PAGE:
Nicholson, who represented Jamaica in Ottawa last March at the national launch of celebrations to mark the Caribbean country’s 50th independence anniversary, complimented the local organizers for starting their preparations over two years ago and for the quality of events they organized to mark the country’s golden jubilee anniversary.
“In this kind of exercise, in as much you take lessons from our celebrated athletes, you quickly realized that you cannot be penalized for jumping the gun or picking the start,” he said. “In fact, that is regarded as a plus. We have heard often enough that the early bird catches the worm and that much appears to be the basis for the spirited way in which you continued with this project throughout…You have, with remarkable success, unveiled an outstanding list of endeavours.
“Who would have dared to predict that a time would come when, during the 50th anniversary celebrations, Jamaicans in Canada would have made the kind of statement which has propelled them to be able to make a strong claim to being the Diaspora capital of our island home and perhaps with this metropolis, Toronto as the hub? I have taken the time to glory in what you here in Canada have been able to produce for the simple reason that your every effort constitutes a reflection of the strength that our country projects. The values, creativity, persistence and the dedication which you demonstrate in this cause were in many ways learned at the feet of your parents and grandparents, your schools and churches in your homeland.”
In bringing those attributes to their adopted homeland, Nicholson said, nationals have transported the best of Jamaica which has made it possible for the country’s name and brand to resonate with everything that’s good and positive in Jamaican people.
“None of this was ever possible for persons who simply sat around and waited for ‘manna’ to fall from above, but rather by individuals with a supporting cast that allowed them to rise above the challenges and to assume the mantle of leadership,” he said. “Our young people have more than enough uplifting role models right here in this city, even as we recognize the attractiveness of the easy-come, get-rich-quick, no-need-to-work-hard ethic which prevails in some quarters. We refuse to be overcome by any failure to act, for the determination and brightness with which we have been endowed can light the flame that has attracted the attention of people from right across the globe.”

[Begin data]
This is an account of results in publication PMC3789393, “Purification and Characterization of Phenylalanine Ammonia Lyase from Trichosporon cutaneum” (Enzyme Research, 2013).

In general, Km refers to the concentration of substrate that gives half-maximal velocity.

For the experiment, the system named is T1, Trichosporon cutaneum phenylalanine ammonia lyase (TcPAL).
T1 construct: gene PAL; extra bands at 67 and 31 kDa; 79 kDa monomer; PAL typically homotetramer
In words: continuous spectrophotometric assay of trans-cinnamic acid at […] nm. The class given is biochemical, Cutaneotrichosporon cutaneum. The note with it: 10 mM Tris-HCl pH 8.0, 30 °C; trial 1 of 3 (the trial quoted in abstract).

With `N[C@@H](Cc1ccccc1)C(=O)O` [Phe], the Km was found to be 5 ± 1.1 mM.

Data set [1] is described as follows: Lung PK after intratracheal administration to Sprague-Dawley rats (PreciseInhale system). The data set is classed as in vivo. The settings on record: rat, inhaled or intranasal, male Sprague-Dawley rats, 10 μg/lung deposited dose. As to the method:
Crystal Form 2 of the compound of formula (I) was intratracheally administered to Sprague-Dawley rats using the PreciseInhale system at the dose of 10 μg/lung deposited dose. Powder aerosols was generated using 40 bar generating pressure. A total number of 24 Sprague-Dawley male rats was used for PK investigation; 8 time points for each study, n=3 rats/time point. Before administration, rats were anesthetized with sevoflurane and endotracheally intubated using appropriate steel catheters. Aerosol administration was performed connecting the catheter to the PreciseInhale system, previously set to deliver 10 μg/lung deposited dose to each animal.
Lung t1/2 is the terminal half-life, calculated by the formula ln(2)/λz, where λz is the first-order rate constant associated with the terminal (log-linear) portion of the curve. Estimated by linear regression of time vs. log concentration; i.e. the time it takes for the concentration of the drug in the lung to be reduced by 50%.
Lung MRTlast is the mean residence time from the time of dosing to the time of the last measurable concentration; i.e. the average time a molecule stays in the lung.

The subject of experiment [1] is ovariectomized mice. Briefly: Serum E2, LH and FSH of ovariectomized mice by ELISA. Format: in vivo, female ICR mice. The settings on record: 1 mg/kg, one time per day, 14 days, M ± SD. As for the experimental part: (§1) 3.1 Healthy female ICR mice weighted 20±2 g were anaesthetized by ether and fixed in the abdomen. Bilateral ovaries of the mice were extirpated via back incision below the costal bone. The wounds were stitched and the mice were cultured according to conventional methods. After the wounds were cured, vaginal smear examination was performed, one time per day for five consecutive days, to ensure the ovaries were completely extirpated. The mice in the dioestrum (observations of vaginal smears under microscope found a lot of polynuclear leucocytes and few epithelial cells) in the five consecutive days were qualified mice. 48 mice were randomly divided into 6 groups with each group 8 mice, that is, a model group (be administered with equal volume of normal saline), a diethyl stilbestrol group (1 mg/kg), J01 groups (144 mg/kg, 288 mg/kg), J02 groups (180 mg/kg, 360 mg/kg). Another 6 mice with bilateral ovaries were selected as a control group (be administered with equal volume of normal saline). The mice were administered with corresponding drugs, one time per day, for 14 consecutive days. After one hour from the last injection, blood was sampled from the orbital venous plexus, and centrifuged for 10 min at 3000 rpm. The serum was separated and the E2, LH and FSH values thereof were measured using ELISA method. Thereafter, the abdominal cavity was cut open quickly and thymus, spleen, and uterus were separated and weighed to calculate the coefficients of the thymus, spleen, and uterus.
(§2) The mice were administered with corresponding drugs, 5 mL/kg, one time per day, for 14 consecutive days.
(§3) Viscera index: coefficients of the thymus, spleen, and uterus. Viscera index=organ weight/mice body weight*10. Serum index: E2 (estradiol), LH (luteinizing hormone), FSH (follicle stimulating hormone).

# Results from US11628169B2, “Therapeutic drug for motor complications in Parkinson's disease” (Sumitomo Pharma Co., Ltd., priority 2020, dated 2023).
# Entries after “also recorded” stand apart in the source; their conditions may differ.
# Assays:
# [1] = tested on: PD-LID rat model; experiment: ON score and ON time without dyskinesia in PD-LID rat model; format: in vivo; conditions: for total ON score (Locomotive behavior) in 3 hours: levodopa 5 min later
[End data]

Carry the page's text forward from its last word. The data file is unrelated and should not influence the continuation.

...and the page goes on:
Jamaican-born councillor Michael Thompson read a proclamation from the city while consul general George Ramocan presented outstanding service awards to the Jamaican Canadian Association (JCA) and The Heritage Singers. The JCA was established a few weeks after Jamaica achieved independence while The Heritage Singers have been promoting and preserving Caribbean folklore through their music for the past 35 years.
Jamaican Rastafarian dub poet, Mutabaruka and Miss Universe Jamaica 2012, Chantal Zaky, made guest appearances at the anniversary celebration which were kicked off by the Iyah Yant Drummers with a Rastafari Nyabinghi traditional chant.
The Carpenters and Allied Workers Local 27 built and installed the main stage which was in the shape of the Jamaican map.
“This is a very proud moment for me,” said Jamaican-born Ucal Powell, the executive secretary-treasurer of the Carpenters’ District Council of Ontario (CDCO). “When the event organizers came to us with the idea about seven weeks ago, we were only too happy to oblige.”
Proceeds from the gala and other Jamaica 50 events will be used to support the JCA’s Legacy Endowment Fund, the People Bridge Charitable Foundation and the Jamaica-based Reaching Individuals Through Skills and Education (RISE) that provides life-saving intervention services in some of Jamaica’s priority neighbourhoods.
By RON FANFAIR